Featuring: Johan af Klint (The Hilma af Klint Foundation), Julia Voss, Ulla af Klint, Josiah McEhleny, Iris Müller-Westermann, Valeria Napoleone, Ernst Peter Fischer.
    Sprecher: Petra van de Voort.
    Loc: Sweden, Denmark, Germany, Great Britain, Estonia, Switzerland, Austria.
    Languages: Swedish, German, English.
    94 min
    Festival premiere: 27 Jan 2019 Göteborg Film Festival
    Swedish premiere: 4 Oct 2019
    German premiere: 5 March 2020
    Verleih: DE and World Sales: mindjazz pictures, SE: Folkets Bio, US: Zeitgeist Films.
    Finnish premiere: 14 Aug 2020, distributor: Oy Cinema Mondo Ltd, with Finnish / Swedish subtitles by Anitra Paukkula / Joanna Erkkilä
    Viewed at Kinopalatsi 4, Helsinki, 19 Sep 2020.

Filmportal: "Dokumentarfilm über die schwedische Künstlerin Hilma af Klint, die – wie sich erst in den 1980er Jahren herausstellte – schon 1906 abstrakte Gemälde schuf und somit den bis dahin angenommenen Begründern der Abstrakten Kunst (z.B. Kandinsky, Mondrian und Malewitsch) zuvorkam. Im Laufe ihrer unbekannten Karriere malte Hilma af Klingt rund 1.200 Bilder. In ihrem Testament verfügte sie jedoch, dass diese frühestens 20 Jahre nach ihrem Tod veröffentlicht werden dürften. Der Dokumentarfilm spürt dem Leben und Wirken der Künstlerin nach und beleuchtet, warum sie so lange verkannt blieb." (Filmportal)

Ambrosia Film: Die Entdeckung der Abstraktion: "Die Kunstwelt macht eine sensationelle Entdeckung – nur 100 Jahre zu spät. 1906 malte Hilma af Klint ihr erstes abstraktes Bild, lange vor Kandinsky, Mondrian oder Malewitsch. Wie kann es sein, daß eine Frau Anfang des 20. Jahrhunderts die abstrakte Malerei begründet und niemand nimmt Notiz?"

"Heute begeistert die Künstlerin Millionen mit ihrem schrankenlosen Denken, das in einem überwältigenden Werk gipfelt und damit die Geschichte verändert. Die filmische Annäherung an eine Pionierin, deren sinnliches Oeuvre nicht nur künstlerisch fasziniert, zeigt zudem eine lebenslange Sinnsuche, die das Leben jenseits des Sichtbaren erfassen will. Die außergewöhnliche Gedankenwelt der Hilma af Klint reicht über Biologie, Astronomie, Theosophie bis hin zur Relativitätstheorie und spannt so einen faszinierender Kosmos aus einzigartigen Bildern und Aufzeichnungen bis hin zu unserem ureigensten Empfinden.
" (Ambrosia Film)

AA: I like in Halina Dyrschka's film Beyond the Visible – Hilma af Klint the courage to think big.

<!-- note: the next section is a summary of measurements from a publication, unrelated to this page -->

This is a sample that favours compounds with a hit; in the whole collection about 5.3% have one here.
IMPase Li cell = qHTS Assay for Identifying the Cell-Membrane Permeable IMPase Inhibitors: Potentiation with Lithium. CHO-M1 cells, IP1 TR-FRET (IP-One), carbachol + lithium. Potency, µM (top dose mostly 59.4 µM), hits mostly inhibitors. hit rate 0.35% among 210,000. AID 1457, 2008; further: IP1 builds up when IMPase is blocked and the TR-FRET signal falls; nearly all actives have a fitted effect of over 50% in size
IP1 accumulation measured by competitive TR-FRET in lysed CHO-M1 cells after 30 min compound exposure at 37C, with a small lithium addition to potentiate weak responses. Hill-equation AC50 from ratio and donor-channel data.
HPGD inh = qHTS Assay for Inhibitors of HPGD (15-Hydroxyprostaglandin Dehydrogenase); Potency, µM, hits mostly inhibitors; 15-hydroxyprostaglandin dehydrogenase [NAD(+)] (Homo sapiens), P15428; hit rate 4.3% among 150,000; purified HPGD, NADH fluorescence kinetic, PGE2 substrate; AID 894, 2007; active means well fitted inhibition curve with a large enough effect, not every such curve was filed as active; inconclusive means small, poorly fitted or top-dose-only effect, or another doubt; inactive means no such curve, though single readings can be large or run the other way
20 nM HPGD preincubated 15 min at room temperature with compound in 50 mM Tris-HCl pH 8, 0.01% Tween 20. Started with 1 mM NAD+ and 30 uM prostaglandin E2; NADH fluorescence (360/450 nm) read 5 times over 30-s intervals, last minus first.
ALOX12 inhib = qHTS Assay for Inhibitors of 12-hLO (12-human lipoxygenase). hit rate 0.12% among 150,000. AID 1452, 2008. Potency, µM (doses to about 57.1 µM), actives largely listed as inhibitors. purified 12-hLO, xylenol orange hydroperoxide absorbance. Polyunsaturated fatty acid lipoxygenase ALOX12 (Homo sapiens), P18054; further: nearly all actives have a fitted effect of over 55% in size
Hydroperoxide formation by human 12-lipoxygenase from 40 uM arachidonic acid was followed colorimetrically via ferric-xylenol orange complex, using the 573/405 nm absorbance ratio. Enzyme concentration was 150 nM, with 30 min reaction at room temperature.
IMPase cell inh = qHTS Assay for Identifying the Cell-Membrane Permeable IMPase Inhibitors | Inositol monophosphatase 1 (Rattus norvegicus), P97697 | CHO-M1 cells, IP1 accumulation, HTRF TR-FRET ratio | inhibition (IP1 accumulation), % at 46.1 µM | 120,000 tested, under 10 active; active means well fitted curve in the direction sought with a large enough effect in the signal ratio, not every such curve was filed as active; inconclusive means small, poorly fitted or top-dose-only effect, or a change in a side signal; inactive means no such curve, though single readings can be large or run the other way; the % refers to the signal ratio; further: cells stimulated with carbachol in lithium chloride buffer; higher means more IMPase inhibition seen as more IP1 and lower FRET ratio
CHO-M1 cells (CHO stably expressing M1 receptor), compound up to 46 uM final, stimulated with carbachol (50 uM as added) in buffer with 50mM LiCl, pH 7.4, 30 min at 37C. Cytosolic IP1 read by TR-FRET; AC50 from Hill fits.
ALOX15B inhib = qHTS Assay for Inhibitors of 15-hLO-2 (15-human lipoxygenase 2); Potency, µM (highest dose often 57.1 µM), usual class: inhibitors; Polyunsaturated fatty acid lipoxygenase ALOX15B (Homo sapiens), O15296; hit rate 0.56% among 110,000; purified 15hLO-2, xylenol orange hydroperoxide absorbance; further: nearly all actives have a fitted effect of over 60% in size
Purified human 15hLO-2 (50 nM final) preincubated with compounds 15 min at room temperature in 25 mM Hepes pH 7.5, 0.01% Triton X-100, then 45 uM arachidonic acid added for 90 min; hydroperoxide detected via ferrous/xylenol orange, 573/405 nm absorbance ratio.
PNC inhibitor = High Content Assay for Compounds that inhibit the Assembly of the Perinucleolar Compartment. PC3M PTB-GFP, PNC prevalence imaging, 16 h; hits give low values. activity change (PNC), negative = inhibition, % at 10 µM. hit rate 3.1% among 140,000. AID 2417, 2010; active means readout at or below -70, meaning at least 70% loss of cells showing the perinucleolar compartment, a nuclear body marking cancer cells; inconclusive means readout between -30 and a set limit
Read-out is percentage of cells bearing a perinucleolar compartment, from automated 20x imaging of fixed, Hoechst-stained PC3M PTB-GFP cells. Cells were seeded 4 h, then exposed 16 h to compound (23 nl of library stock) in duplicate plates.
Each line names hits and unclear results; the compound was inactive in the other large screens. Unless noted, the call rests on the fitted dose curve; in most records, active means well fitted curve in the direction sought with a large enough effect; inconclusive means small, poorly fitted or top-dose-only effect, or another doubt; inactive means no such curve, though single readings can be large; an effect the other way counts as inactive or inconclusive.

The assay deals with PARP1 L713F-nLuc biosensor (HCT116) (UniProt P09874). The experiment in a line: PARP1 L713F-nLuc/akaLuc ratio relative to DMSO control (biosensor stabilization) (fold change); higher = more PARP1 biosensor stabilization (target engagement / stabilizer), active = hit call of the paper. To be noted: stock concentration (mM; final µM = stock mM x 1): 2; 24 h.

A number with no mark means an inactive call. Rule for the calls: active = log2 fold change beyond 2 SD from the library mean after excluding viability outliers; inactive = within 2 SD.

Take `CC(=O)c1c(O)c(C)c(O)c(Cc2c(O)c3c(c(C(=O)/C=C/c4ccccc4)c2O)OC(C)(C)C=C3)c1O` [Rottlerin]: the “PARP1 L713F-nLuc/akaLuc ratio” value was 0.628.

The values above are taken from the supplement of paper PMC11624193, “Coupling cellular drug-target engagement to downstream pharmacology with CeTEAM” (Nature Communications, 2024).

Even literally the legacy is big. Many of af Klint's artworks are over three meters long and wide (see the illustrations above). The legacy is big also in terms of tally: 1200 paintings and 26 000 manuscript pages (meticulously written, not far from calligraphy). On the cinema screen we can experience the size, and in montage sequences we can grasp the multitude of variations.

As an artist, Hilma af Klint led a double life. She was a perfect professional painter and illustrator in the established trends of her day. But she had also a secret life as an abstract painter, not following trends but creating them. Halina Dyrschka crystallizes them in montages of connections between Hilma af Klint and Wassily Kandinsky, Paul Klee, Piet Mondrian, Cy Twombly, Andy Warhol, et al. In each case, af Klint was the predecessor, but she could have no influence, because her works were never exhibited in galleries or auctions. To those connections I would add surrealism (automatic writing) and abstract expressionism (certain paintings of af Klint have affinities with Mark Rothko).

Like other abstract painters, af Klint was seriously involved in the spiritualist movements of the day, and most of all she was committed to theosophy, the only spiritual movement that accepted women as equals including the possibility of becoming a priestess.

Into af Klint's official achievements belonged beautiful academic series of illustrations of Swedish flowers. The organic form is also a fertile background to af Klint's abstractions. Mussels, snails, flowers, mushrooms, trees and animals seem to have inspired them, as well as phenomena of the inorganic nature, such as streams shining in the sun. In her academic illustrations I am reminded of the von Wright brothers, "the Audubon of Finland", hardly an inspiration. Instead, af Klint is known to have been an admirer of Leonardo da Vinci.

Halina Dyrschka thinks big also in terms of science, evoking the scientific revolutions in the end of the 19th century and the beginning of the 20th century, concerning cell biology, electricity, electromagnetism, radioactivity, atomic theory and quantum physics – all connected by the insight that the defining structures are invisible. Seen that way, Hilma af Klint's art can be understood, besides theosophic epiphanies, as poetic visions of unseen dimensions of the natural world.

Dyrschka invites us to af Klint's homes and favourite trysts including Konstakademin, Blanch's Café, Adelsö, Gierda and Ösby. We know little of her private life and relationships. She was a single woman born into an aristocratic family. She supported herself with the official part of her art. Her private life was private.

Af Klint belonged to a circle of spiritualists called "The Five", and she wanted to establish a Theosophic temple in Sweden, displaying her art, but Rudolf Steiner discouraged her, also as an artist. However, Steiner photographed her works and showed them to Kandinsky before he launched his own line of abstract art. This is a subject for further research. Perhaps even an art historical detective story.

Af Klint's abstract art was meant to exist outside the marketplace. It was a spiritual saga and a history of a soul. Hilma af Klint had no interest in fame and recognition. Her name is even missing from the family grave. There are no memorials in Sweden to one of the country's greatest artists.


Susan Tallman in her essay "Painting the Beyond" in The New York Review of Books (4 April 2019) questions Hilma af Klint's status as the pioneer of abstract art. Af Klint did not see herself as a creator but a mediator. "Bilderna målades genom mig med stor kraft": "The images were painted through me with great force". But I would argue that a similar sense connects many great artists since classical Antiquity to this day.